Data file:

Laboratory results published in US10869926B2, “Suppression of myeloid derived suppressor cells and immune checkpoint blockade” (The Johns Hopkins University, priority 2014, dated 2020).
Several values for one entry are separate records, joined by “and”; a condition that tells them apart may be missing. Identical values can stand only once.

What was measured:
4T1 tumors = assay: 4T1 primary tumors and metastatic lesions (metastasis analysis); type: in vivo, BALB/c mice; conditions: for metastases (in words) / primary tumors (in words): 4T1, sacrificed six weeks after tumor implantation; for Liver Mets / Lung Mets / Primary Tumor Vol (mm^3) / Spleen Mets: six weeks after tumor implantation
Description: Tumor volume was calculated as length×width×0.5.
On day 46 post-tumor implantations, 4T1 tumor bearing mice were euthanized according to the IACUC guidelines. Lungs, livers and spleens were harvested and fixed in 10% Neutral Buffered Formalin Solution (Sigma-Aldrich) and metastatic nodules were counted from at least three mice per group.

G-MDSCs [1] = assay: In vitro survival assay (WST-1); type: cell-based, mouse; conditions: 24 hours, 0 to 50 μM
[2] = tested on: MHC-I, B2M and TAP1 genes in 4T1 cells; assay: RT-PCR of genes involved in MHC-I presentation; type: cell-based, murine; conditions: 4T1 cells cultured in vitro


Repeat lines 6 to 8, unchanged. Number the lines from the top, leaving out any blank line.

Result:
On day 46 post-tumor implantations, 4T1 tumor bearing mice were euthanized according to the IACUC guidelines. Lungs, livers and spleens were harvested and fixed in 10% Neutral Buffered Formalin Solution (Sigma-Aldrich) and metastatic nodules were counted from at least three mice per group.

G-MDSCs [1] = assay: In vitro survival assay (WST-1); type: cell-based, mouse; conditions: 24 hours, 0 to 50 μM
[2] = tested on: MHC-I, B2M and TAP1 genes in 4T1 cells; assay: RT-PCR of genes involved in MHC-I presentation; type: cell-based, murine; conditions: 4T1 cells cultured in vitro